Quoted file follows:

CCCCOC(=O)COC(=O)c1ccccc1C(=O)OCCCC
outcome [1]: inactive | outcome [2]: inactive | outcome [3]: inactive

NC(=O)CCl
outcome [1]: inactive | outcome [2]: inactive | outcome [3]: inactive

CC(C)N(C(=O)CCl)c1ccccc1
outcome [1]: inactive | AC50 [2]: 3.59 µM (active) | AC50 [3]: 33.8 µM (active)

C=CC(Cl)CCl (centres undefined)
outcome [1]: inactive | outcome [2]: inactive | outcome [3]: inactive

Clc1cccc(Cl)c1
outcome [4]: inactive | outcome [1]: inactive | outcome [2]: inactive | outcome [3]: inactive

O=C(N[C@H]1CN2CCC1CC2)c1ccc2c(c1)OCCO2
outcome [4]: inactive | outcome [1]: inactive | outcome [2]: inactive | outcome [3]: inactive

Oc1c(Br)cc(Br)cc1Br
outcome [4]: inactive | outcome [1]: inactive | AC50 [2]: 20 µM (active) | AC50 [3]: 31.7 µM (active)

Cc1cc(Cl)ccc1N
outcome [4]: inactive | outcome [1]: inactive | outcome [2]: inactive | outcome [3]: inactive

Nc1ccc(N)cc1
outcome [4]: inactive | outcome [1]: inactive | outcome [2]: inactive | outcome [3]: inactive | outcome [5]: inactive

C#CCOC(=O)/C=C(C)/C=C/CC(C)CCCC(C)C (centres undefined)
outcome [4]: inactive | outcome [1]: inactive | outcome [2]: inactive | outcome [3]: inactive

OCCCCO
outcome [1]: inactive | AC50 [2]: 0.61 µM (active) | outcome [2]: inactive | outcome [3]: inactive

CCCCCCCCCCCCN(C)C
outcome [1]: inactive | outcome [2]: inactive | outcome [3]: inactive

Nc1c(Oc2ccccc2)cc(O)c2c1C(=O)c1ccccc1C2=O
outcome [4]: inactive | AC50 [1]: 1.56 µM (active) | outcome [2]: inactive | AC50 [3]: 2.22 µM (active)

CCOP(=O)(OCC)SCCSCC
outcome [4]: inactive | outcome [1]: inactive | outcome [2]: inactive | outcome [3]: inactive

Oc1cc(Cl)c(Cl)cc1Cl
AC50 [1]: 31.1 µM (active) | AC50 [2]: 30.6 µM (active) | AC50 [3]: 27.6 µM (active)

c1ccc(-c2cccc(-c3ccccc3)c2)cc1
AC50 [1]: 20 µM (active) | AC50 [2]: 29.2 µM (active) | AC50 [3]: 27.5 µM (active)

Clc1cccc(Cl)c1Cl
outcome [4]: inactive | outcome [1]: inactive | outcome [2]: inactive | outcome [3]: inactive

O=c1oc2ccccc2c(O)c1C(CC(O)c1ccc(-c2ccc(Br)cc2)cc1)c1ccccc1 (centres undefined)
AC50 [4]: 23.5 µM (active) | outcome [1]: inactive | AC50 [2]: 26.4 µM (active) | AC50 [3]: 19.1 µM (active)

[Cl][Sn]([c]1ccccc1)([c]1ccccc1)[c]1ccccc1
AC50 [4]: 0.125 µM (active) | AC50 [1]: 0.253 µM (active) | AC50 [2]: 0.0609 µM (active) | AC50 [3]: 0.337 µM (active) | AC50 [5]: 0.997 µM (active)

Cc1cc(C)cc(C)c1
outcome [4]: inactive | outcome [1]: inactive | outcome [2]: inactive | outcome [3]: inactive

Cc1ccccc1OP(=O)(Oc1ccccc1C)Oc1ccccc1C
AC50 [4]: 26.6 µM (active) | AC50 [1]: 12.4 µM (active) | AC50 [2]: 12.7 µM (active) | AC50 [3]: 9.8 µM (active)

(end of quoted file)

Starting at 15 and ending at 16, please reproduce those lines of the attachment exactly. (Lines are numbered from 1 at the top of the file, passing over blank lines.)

Cc1cc(Cl)ccc1N
outcome [4]: inactive | outcome [1]: inactive | outcome [2]: inactive | outcome [3]: inactive